How To Get A Land Patent

If you own land in the United States, you may have heard of a land patent.

A land patent is a legal document that grants you the title to land that is held by the federal government.

It is the highest form of land ownership, and it can protect your property rights from any third-party claims or government interference.

But how do you get a land patent, and what are the benefits and challenges of having one?

In this article, we will explain what a land patent is, how it differs from a deed, how to apply for one, and what to consider before doing so.

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What is a Land Patent?

A land patent is a form of letters patent that assigns official ownership of a particular tract of land that has gone through various legally-prescribed processes like surveying and documentation, followed by the letter’s signing, sealing, and publishing in public records, made by a sovereign entity.

It is usually granted by the federal government to an individual, partnership, trust, or private company.

A land patent is both a process and a term. As a process, it is somewhat parallel to gaining a patent for intellectual property, including the steps of uniquely defining the property at issue, filing, processing, and granting.

A land patent is known in law as “letters patent” and usually issues to the original grantee and to their heirs and assigns forever.

The patent stands as supreme title to the land because it attests that all evidence of title existent before its issue date had been reviewed by the sovereign authority under which it was sealed and was so sealed as irrefutable.

How Does a Land Patent Differ from a Deed?

A deed is a legal document that transfers ownership of land from one party to another.

It usually contains information such as the names of the parties involved, the description of the property, the consideration (price or value) paid for the transfer, and any covenants or warranties that apply to the transaction.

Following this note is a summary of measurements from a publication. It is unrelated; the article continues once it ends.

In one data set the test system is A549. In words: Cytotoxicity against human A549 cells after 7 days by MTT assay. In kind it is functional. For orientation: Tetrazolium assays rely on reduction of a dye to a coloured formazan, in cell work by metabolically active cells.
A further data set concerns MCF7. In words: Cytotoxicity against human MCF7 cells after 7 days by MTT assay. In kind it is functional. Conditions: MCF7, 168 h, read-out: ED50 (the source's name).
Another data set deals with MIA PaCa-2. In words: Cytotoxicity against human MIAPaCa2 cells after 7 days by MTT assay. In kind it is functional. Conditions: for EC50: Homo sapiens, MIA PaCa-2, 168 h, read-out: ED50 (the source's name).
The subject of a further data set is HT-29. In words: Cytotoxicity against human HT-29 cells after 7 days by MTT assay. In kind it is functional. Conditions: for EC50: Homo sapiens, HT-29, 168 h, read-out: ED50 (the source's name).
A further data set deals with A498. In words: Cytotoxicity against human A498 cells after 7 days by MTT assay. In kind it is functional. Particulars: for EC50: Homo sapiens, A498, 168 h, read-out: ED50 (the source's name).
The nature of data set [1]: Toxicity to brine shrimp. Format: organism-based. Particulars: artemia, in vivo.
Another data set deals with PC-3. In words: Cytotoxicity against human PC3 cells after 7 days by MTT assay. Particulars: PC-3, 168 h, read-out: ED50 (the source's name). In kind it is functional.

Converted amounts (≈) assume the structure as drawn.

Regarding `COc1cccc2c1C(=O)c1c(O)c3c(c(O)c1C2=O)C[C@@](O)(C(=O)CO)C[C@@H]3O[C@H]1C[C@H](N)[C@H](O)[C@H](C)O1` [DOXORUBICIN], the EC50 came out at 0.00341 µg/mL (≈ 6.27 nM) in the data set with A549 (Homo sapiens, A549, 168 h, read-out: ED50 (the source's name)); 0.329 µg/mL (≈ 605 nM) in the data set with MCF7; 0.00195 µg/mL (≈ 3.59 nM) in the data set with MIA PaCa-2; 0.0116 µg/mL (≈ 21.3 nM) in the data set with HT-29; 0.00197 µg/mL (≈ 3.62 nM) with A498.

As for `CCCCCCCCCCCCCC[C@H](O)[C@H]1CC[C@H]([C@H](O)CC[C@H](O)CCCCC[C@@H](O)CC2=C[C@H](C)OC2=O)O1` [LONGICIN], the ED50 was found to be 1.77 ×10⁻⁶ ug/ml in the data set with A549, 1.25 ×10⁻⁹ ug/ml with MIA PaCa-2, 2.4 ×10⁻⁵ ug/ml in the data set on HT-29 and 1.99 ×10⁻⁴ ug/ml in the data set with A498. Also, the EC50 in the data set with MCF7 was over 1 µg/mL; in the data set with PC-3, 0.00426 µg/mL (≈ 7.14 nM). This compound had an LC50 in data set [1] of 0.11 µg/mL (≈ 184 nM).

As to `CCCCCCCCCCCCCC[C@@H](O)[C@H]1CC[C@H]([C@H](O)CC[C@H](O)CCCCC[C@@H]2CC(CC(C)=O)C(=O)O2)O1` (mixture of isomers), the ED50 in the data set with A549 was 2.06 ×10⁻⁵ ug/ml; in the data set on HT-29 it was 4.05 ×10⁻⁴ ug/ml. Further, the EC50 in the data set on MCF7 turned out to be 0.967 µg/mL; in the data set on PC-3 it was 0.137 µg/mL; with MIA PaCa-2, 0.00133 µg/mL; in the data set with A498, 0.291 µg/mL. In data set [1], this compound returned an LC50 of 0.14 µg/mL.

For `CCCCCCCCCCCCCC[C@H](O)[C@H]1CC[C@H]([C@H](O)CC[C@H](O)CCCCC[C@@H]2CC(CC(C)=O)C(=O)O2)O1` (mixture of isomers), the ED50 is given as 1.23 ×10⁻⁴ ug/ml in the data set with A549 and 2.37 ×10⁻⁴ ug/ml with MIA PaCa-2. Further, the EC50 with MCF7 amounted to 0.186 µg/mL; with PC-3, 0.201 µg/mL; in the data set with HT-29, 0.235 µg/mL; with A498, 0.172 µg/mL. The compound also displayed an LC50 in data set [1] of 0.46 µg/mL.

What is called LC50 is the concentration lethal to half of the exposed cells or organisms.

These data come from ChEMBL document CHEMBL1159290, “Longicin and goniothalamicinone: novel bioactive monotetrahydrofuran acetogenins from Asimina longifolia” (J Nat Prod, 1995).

A deed must be signed by both parties and recorded in the county where the property is located.

A deed differs from a land patent in several ways.

First, a deed is not issued by the government, but by private parties who have acquired their rights from previous owners or from the government.

Second, a deed does not grant absolute title to the land, but only conveys whatever interest or rights the grantor has in the property.

Third, a deed may be subject to various encumbrances or limitations that affect the use or enjoyment of the property, such as liens, easements, mortgages, taxes, zoning laws, or environmental regulations.

A land patent differs from a deed in that it grants absolute title to the land from the government to the grantee.

It does not depend on any previous owners or transactions.

It also does not contain any encumbrances or limitations that affect the use or enjoyment of the property.

How to Apply for a Land Patent?

To apply for a land patent, you need to follow these steps:

  1. Prove that you own the land. You need to provide evidence that you have acquired your rights to the property from previous owners or from the government. This may include deeds, receipts, surveys, affidavits, court judgments, or other documents that show your chain of title.
  2. Locate your original land patent. You need to find out if your property was ever granted a land patent by the federal government in the past. You can search for your original land patent online at the Bureau of Land Management’s website or at the National Archives. You can also visit your local county recorder’s office or historical society to look for copies of your original land patent.
  3. Prepare your application for assignment of reversionary interest. You need to fill out an application form that requests the assignment of reversionary interest from the federal government to you.
  4. Submit your application and supporting documents. You need to send your application form, along with your proof of ownership, your original land patent, and a $25 filing fee, to the Bureau of Land Management’s office in your state. You can find the address and contact information of your state office at the Bureau of Land Management’s website. You should also keep copies of all your documents for your records.

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